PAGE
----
THE COLOR OF DEATH by Bruce Alexander


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When a bullet sidelines blind magistrate Sir John Fielding early in this seventh outing (Death of a Colonial, 1999, etc.), his teenaged protégé Jeremy Proctor, eager to prove his maturity and his grasp of the great man’s famous interrogative methods, leaps into the investigative breach. Seemingly gratuitous murders have been following a rash of well-planned robberies in the great houses of St. James, and Jeremy’s brief as acting Bow Street magistrate is to track down the gang of Afro-British criminals alleged to be responsible, all the while fighting for the respect of victims, witnesses, and Bow Street Runners alike. Parlor-bound Sir John never really relinquishes control, but Jeremy’s more active pursuit allows Alexander to explore some complicated byways of the 18th-century British psyche, from its hypocritical attitude toward blacks and colonial slavery to the secrets that lurk in the hearts of the lowliest cook and serving maid. Echoing fissures also develop in the series’ more youthful regulars, with fellow ward Clarissa Roundtree, Annie the cook, and Jeremy all chastened by their respective encounters with Dr. Samuel Johnson, unrequited love, and the reflection of his own youthful arrogance. Sir John himself lives to fight another day, but Alexander’s gallant attempt to treat contemporary racial prejudice without using its politically incorrect vocabulary sometimes leads him perilously close to anachronism, particularly in set speeches by his fair-minded blind justice.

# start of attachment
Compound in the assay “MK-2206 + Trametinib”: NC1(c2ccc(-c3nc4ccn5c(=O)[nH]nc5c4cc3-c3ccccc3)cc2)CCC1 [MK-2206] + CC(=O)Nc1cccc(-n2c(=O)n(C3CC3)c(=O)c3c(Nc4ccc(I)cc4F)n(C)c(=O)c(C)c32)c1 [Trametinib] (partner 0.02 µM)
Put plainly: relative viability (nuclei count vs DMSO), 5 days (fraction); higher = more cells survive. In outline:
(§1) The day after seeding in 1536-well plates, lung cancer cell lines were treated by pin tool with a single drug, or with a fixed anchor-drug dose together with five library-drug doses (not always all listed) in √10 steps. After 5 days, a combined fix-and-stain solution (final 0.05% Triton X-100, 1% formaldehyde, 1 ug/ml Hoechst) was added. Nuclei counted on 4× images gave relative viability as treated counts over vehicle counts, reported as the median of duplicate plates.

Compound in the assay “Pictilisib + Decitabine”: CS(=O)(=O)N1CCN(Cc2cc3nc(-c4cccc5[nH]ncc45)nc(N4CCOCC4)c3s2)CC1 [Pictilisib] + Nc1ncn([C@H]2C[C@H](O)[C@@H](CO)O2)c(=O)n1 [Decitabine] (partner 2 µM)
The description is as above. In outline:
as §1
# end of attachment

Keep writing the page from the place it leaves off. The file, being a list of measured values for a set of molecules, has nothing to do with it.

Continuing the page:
Sir John’s final gesture, however—a particularly dramatic precursor to today’s lineup of suspects—leaves the pair in triumphantly good form.

Pub Date: Nov. 6th, 2000
ISBN: 0-399-14648-2
Page count: 288pp
Publisher: Putnam
Review Posted Online:
Kirkus Reviews Issue: Sept. 1st, 2000


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